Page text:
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Days Past: Henry Fleury and the Territorial Governor's Mansion in Prescott
Sharlot Hall Museum/Courtesy photo
Henry Waring Fleury, shown here circa 1880s, lived in the Governor’s Mansion from the time the log house was built in Prescott in 1864 until his death in 1895. He had spent only three nights out from under the roof of this house in all those years.
8/18/2012 10:00:00 PM
Henry Waring Fleury (1817-1895) was part of the first territorial governor's party (that "outfit," as early journalists would come to call the group of officials) in 1863, which arrived in the area to soon be dubbed "Prescott." Yet, while most of these politicos moved on seeking fortunes in the newly discovered mines of the Prescott region or to further their political notoriety elsewhere, Fleury stayed on in local politics. Originally engaged as private secretary to Gov. John Goodwin, he was also elected first chaplain for the two houses of the new Legislature, largely because of his resources to supply the lawmakers with whiskey and his general indifference to religion
One of the more interesting events in FIeury's legacy is his battle with Richard McCormick, the second territorial governor. The controversy was over the Governor's Mansion (located at its original site on the grounds of the
Sharlot Hall Museum
). The Journal-Miner in 1864 reported that the "Pinal Ranch" (as the mansion was called at first) was almost completed and that the property was McCormick's. However, the property had been pre-empted by Fleury almost a year before!
Who truly owned the land where the log house was being built? McCormick had already been attacked for "stealing" the Capitol from Prescott (to be moved to Tucson in 1867) and was not warmly welcomed upon his return to Prescott. He had interest in land bounded by Carleton, Gurley, Granite and McCormick streets. No one was too eager to purchase any of those lots. As McCormick was busy trying to promote himself, Fleury continued to occupy the Governor's Mansion. For those he entertained there, none went home hungry; Fleury's culinary skills went unmatched. The dispute would seesaw back and forth through a decade until Fleury and Lorin S. Jenks sold the land to McCormick at a sheriff's sale in 1873. Yet, the gentleman Fleury was allowed to remain in the prestigious dwelling without a bother.
In 1876, the U. S. General Land Office, through Certificate No. 77, awarded the right to Fleury to "sell" Prescott, lot by lot, to incoming immigrants. Lots had been sold already in the "township," or "village," as Prescott was once described. Yet, under the new-fangled laws, many of the lot sales were found to be illegal. Fleury allowed the folks to continue their livelihood by giving them their honed and improved lots.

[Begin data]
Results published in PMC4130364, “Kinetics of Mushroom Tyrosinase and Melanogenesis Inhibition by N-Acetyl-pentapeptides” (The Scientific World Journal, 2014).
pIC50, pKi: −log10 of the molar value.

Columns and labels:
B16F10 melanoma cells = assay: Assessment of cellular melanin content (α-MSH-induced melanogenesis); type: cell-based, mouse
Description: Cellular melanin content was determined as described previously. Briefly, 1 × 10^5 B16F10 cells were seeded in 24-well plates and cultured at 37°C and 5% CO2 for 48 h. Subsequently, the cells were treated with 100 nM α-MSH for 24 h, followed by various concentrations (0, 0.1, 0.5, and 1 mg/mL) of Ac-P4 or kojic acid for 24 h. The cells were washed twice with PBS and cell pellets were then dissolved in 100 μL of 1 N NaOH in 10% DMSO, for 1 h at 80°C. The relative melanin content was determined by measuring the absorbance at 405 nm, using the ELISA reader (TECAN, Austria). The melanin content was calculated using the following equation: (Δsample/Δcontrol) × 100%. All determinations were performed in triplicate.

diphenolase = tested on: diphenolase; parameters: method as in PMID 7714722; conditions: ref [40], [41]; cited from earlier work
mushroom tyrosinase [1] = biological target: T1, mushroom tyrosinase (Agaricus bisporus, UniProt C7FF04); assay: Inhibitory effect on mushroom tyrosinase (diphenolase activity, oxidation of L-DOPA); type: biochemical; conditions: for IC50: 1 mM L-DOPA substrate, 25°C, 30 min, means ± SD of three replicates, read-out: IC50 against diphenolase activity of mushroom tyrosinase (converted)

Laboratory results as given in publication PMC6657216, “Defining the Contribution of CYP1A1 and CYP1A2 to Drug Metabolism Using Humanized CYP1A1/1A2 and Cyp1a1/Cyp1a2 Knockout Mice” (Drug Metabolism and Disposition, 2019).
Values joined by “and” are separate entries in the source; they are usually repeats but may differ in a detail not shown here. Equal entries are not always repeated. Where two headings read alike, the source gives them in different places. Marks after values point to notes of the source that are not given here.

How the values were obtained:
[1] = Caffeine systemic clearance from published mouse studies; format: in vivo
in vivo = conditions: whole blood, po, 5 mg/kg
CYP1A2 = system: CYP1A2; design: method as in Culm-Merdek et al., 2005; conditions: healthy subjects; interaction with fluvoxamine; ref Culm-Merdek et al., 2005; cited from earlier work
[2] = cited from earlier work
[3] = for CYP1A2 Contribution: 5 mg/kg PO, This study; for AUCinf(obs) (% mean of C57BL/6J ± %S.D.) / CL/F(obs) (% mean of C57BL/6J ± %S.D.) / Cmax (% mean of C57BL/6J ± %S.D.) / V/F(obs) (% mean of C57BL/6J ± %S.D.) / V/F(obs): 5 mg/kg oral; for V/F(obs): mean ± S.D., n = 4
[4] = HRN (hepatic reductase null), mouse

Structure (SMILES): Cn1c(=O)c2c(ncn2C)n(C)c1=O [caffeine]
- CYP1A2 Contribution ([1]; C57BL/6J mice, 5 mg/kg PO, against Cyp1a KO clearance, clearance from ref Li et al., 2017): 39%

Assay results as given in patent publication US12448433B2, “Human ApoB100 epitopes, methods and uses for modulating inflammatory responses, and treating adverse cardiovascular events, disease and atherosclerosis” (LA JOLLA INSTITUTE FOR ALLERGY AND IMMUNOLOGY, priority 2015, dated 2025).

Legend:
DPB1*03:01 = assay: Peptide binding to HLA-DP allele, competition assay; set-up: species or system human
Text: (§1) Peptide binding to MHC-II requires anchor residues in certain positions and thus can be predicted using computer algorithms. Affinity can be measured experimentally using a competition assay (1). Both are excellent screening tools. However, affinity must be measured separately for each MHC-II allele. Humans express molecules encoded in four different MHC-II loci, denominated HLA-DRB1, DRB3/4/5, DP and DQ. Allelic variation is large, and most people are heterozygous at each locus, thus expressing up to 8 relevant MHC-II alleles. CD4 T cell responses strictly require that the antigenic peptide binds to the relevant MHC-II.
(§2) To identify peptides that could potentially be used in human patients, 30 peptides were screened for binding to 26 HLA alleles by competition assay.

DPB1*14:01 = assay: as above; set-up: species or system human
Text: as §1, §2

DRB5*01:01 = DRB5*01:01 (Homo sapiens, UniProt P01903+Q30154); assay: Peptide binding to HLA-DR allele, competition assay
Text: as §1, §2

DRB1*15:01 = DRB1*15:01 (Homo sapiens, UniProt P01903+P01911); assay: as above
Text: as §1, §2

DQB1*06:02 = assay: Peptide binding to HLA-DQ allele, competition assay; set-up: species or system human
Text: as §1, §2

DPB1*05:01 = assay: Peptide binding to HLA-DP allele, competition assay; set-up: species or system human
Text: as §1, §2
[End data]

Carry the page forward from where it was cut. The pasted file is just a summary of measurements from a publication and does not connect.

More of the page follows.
Fleury became a probate judge and later, a justice of the peace. It was during this latter occupation that his name became somewhat muddled in the affairs of one of Prescott's leading physicians, Dr. Warren E. Day. Following the death of a close friend of Day's and the absolution of the guilty party, Day and Fleury went on a "walkabout" to all the watering holes on
. In the inebriated giddiness of the circumstances, Fleury married off his live-in friend, Ella Howard, to the good doctor. Unfortunately, the doctor was already married! He was brought up on charges of polygamy and spent a short time in the Yuma Territorial Prison. Upon his release, he came back to Prescott to a forgiving populace and, in turn, forgave Fleury.
Fleury's long time associate, Judge C.G.W. French, took ownership of the Governor's Mansion due to the financial misfortunes inflicted on Fleury. Yet, Judge French made provisions in his will that Fleury could reside there until his death. He had moved in with the first governor (as his secretary) at the end of September 1864 and spent only three nights out from under the roof of this house, where he died in September of 1895. As a young girl, Sharlot Hall had spent hours at his feet in the old house, listening to the stories of days past. Upon his death, the Prescott Weekly Courier wrote, "He was a Hassayampa of Hassayampers, a pioneer of pioneers. His was one at those adventurous, still kindly, spirits whose hardihood in hewing the way has enabled others to follow and build up a great commonwealth..."
Sometime in the 1870s, Fleury had donated a tract of land to the Aztlan Masonic Lodge for use as a cemetery. "When the good old man's friends cast about for a place to lay his bones, the Masons came forward with a lot from the ground he had given them, and his body now lies in the northeast corner of Prescott's Masonic cemetery." He was buried in a brief and simple ceremony.
For a full history of the Governor's Mansion at Sharlot Hall Museum, go to sharlot.org/library-archives/days-past/ and look up the article for Dec. 31, 2006.
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